TOKYO -- Real estate giant Mitsui Fudosan Co. announced on Aug. 29 a revitalization plan to turn the area around Nihonbashi Bridge in the capital's Chuo Ward into a waterfront zone.
The company, based in the Nihonbashi district, aims to set up promenades, commercial facilities and office buildings as part of a project to turn the area into a place where visitors can enjoy taking walks or participating in local events. The project is expected to be completed around 2035-2040, after an elevated Metropolitan Expressway running over the bridge -- designated as a national important cultural property -- is moved underground. The plan also includes construction of a waterfront park around the bridge measuring about 1.2 kilometers in length and 100 meters in width.
In the Edo Period (1603-1868), the Nihonbashi district was known for being surrounded by a network of canals, and was also the starting point for five major routes collectively known as "Gokaido." Mitsui Fudosan is mulling turning the place into a hub for waterways in Tokyo connecting routes from Nihonbashi to Asakusa, Toyosu, Odaiba and other major districts, to be used by tourists and commuters.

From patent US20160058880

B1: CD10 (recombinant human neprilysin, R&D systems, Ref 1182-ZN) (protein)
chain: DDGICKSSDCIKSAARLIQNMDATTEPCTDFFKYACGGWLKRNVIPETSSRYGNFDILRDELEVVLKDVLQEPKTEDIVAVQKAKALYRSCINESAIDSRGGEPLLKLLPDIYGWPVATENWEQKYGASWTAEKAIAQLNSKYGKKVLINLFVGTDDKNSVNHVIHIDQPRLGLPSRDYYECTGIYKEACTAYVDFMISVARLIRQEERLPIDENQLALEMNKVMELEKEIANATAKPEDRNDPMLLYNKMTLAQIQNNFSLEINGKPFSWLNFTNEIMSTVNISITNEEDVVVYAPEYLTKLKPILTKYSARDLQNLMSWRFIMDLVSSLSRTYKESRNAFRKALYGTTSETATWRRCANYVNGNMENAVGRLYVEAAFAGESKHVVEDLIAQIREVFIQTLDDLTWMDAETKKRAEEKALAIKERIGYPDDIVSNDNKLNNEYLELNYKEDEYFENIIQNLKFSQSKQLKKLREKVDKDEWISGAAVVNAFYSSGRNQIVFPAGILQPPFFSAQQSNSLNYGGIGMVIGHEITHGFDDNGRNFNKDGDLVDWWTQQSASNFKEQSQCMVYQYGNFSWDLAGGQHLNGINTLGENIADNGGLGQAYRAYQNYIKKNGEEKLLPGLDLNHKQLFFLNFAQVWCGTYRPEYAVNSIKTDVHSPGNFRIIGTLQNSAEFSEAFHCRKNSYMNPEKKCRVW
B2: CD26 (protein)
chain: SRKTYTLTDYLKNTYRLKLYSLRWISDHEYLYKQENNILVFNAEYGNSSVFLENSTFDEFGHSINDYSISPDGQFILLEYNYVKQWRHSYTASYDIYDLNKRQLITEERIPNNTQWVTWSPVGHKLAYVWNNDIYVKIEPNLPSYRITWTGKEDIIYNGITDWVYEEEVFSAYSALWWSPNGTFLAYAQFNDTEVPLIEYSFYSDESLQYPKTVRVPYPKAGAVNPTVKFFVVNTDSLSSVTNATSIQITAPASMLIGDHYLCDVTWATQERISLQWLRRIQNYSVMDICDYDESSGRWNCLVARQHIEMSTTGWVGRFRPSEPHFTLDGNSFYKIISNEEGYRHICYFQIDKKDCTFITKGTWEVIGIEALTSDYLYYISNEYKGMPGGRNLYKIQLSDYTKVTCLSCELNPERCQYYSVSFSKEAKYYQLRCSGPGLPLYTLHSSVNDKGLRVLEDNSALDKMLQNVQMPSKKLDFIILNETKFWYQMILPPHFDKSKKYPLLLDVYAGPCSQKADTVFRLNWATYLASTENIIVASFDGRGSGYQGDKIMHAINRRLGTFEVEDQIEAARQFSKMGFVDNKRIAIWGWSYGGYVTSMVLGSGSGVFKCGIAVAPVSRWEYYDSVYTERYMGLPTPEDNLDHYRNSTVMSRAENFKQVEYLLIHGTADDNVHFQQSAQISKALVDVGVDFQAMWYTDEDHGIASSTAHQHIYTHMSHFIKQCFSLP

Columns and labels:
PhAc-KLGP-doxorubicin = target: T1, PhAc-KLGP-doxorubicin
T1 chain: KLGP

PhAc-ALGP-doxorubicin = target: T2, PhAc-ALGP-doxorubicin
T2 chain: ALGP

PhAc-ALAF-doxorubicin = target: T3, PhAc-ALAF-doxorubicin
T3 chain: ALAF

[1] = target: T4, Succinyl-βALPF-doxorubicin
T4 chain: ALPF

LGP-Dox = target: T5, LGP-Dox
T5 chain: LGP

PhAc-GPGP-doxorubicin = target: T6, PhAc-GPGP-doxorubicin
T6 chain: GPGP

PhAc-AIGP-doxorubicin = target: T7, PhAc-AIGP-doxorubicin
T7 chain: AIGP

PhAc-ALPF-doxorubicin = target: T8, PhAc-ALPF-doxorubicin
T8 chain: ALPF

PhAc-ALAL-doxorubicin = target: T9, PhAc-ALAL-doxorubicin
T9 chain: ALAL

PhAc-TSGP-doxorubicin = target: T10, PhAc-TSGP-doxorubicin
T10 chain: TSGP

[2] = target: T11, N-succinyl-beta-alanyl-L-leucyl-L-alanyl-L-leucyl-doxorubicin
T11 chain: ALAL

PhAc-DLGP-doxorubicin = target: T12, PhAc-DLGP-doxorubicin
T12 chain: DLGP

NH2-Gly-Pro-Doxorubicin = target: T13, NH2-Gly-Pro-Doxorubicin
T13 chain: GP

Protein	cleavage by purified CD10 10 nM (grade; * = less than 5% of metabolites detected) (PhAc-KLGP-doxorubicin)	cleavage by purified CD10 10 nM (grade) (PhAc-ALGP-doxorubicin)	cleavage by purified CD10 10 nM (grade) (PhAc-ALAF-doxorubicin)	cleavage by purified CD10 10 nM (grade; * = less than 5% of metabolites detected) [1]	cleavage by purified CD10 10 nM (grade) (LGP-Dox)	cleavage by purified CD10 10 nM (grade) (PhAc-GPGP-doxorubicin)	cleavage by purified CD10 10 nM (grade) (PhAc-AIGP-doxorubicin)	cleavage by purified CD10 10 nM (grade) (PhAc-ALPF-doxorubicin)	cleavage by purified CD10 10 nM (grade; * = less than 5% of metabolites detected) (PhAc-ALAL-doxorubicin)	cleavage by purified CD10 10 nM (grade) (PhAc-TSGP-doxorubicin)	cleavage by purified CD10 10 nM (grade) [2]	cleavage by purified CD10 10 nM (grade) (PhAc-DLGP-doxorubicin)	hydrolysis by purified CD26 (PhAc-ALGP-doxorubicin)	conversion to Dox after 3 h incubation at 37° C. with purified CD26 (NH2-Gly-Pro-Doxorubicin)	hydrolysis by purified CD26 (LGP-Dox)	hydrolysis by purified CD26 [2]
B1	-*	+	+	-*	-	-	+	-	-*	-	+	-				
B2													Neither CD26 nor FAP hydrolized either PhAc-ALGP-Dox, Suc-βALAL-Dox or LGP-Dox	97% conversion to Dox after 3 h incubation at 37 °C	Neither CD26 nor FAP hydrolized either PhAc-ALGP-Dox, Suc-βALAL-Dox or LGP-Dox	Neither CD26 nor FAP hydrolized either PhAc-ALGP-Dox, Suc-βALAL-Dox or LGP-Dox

The company plans to renovate a total of approximately 1.22 million square meters of facilities including commercial and office buildings, as well as hotels located within the five districts along Nihonbashi River covering an area spanning about 6.7 hectares. Overall the project is expected to cost several hundred billion yen.
Mitsui Fudosan has long been pursuing its "Nihonbashi Revitalization Plan," including the opening of "Coredo Nihonbashi" in 2004. Company President Masanobu Komoda told reporters at a press conference, "Nihonbashi will regain views of the blue sky after the Metropolitan Expressway is moved underground, and a spacious waterfront area will be created. We want to increase its attractiveness by making it easy to get around the city by land and water."
(Japanese original by Munehisa Ishida, Tokyo Business News Department)